Experts also suggest cutting back on caffeine—and completely avoiding alcohol.
You may not need to stop your daily coffee habit, but depending on how much you’re drinking, you may need to cut down on it: Experts recommend limiting caffeine intake during pregnancy to 200 milligrams or less per day. That’s about the amount in one 12-ounce cup of coffee (though caffeine content varies by roast and brewing method).
The reason? Experts know that caffeine crosses the placenta, meaning it can be passed onto the baby if the pregnant person consumes it. But research about just how much caffeine is OK before it may interfere with fetal development is inconclusive. There are also some concerns about a potential relationship between caffeine and an increased incidence of spontaneous miscarriage, but the studies done so far are, again, inconclusive. Until we know more, it may be best to stick to that 200 milligram max to be safe.
As for alcohol? While you might have heard from a friend or a book that light drinking during pregnancy may be OK, both ACOG and the CDC strongly say that drinking any type of alcohol, at any time during pregnancy, can potentially impact your baby’s development and cause birth defects and lifelong behavior problems. That recommendation is not without controversy, though. Some studies, including a 2012 Danish study of 1,628 women and their children at 5 years of age, have reached confusing conclusions, suggesting that low to moderate alcohol consumption (less than eight drinks a week) during early pregnancy may not ultimately impact the child’s brain function. On the other hand, a 2013 Alcoholism: Clinical and Experimental Research systematic review and meta-analysis found that, based on three studies of approximately 11,900 children aged 9 months to 5 years, moderate drinking during pregnancy (up to six drinks a week) was associated with behavioral problems. And while prior U.K. guidelines limited alcohol during pregnancy to one to two units of alcohol once or twice a week—two units being the equivalent of a medium-sized glass of wine—they revised them in 2016 to show that no level of alcohol is safe to drink.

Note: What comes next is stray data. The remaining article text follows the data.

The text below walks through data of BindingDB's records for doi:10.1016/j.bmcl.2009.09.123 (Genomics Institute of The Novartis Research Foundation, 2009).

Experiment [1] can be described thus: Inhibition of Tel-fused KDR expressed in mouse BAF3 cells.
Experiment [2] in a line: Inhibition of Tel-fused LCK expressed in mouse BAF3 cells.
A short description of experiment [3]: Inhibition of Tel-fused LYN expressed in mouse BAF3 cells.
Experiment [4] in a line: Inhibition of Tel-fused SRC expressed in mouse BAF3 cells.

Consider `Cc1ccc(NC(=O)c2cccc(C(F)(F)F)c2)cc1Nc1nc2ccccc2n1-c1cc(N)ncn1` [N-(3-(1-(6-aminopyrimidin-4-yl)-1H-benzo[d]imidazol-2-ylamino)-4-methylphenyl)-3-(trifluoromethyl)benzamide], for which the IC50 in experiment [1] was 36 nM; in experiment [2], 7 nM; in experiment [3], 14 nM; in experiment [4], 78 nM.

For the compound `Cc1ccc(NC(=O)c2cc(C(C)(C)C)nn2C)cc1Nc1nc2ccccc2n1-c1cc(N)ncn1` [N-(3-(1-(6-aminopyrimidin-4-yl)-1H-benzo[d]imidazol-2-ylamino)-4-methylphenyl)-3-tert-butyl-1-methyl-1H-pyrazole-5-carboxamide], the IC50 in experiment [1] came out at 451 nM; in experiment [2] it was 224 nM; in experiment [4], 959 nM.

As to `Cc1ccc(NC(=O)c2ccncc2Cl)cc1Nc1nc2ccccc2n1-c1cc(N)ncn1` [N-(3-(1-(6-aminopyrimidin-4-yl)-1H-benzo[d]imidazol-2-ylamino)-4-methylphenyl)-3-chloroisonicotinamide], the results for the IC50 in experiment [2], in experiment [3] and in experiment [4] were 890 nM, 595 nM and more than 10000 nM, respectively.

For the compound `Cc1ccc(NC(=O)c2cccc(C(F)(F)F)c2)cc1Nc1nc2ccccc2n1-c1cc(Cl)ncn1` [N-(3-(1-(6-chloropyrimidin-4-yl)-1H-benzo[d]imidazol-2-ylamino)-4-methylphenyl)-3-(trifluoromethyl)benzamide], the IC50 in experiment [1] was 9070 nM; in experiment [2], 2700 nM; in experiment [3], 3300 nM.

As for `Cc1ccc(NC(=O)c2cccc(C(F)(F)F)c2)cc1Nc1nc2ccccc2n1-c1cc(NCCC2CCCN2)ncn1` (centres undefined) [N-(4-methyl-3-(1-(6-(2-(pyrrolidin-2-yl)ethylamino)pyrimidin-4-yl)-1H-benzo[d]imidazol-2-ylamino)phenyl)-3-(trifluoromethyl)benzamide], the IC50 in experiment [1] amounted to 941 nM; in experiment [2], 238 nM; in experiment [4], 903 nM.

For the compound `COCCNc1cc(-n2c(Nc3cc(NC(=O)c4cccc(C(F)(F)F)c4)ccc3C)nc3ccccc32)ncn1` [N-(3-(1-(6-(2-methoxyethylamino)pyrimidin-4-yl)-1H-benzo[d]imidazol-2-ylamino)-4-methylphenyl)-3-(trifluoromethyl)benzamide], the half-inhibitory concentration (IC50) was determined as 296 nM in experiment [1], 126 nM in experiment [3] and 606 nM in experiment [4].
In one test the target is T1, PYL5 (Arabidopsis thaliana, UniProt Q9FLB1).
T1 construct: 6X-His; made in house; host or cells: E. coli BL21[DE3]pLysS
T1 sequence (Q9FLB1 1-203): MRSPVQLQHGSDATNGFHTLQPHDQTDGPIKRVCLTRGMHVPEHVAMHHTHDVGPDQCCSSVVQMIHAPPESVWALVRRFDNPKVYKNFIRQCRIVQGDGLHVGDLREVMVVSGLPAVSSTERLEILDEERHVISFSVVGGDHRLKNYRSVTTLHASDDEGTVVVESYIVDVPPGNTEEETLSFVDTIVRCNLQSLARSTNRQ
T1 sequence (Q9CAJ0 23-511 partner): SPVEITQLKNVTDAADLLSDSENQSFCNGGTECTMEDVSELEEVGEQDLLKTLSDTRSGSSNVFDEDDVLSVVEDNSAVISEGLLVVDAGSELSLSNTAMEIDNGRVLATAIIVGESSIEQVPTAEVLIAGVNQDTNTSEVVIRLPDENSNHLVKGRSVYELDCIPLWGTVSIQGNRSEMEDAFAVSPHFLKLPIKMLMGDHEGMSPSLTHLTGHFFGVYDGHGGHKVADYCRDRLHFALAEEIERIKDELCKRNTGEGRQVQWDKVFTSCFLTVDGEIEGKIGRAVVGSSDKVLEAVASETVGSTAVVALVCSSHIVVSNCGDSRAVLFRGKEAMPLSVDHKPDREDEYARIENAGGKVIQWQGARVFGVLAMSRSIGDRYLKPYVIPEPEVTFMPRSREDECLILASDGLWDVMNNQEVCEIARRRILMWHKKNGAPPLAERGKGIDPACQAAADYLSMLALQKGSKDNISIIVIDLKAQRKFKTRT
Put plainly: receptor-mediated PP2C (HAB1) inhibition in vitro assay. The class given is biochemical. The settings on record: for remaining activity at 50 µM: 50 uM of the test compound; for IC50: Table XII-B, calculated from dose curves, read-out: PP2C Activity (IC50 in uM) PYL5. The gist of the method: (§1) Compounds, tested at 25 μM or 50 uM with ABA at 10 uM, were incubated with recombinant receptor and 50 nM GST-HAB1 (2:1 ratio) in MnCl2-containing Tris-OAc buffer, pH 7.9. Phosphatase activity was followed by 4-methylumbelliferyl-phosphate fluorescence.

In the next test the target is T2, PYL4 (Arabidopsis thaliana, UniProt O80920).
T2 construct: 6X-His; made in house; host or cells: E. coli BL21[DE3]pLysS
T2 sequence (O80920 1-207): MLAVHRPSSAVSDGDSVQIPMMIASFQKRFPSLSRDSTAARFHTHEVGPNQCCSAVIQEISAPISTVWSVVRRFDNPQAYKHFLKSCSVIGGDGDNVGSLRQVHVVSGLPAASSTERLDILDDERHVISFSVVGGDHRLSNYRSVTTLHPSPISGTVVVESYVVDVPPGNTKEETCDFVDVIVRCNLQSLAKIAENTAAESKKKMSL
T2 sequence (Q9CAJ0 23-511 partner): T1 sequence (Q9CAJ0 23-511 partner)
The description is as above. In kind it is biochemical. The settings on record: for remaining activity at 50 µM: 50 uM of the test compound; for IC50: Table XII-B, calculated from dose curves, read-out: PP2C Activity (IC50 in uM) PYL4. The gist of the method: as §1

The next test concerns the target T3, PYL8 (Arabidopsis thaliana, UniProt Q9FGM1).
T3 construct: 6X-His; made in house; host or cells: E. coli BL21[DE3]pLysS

Similarly to caffeine, we just don’t really have solid research that confirms an exact amount of drinking alcohol is safe at any point in pregnancy (it’s not exactly easy or morally sound to do studies where a pregnant person drinks alcohol and waits to see how it impacts their baby’s health). Until we have more robust studies and concrete evidence on how much, exactly, might be safe, it’s safer to just not do it at all, Dr. Valent says. At the same time, some people find the guidelines of “do not drink if you might have the remote chance of becoming pregnant” paternalistic and overreaching. On that note, if you happened to drink a small amount of alcohol before you knew you were pregnant, serious harm to your baby from that is unlikely, according to ACOG—the best course of action would be to not drink more after learning of your pregnancy.
While having to skip those cups of coffee—or turn down a poached egg for breakfast or your regular glass of wine with dinner—can be annoying, it can be helpful to reframe your pregnancy eating in your mind: Instead of looking at pregnancy as a time when you can’t have certain things, think of it as an opportunity to check in on how you’re nourishing your body. It’s a time to give your body what it needs to be healthy and grow another human—that’s pretty awesome, right? The bonus is that you’ll learn some great things about eating nutrient-rich foods and taking care of yourself that you can keep using beyond pregnancy, too. And on those days when even that change in focus doesn’t take away the sting of foregoing certain foods and drinks during pregnancy, the good news is that it won’t last forever.
Originally Appeared on SELF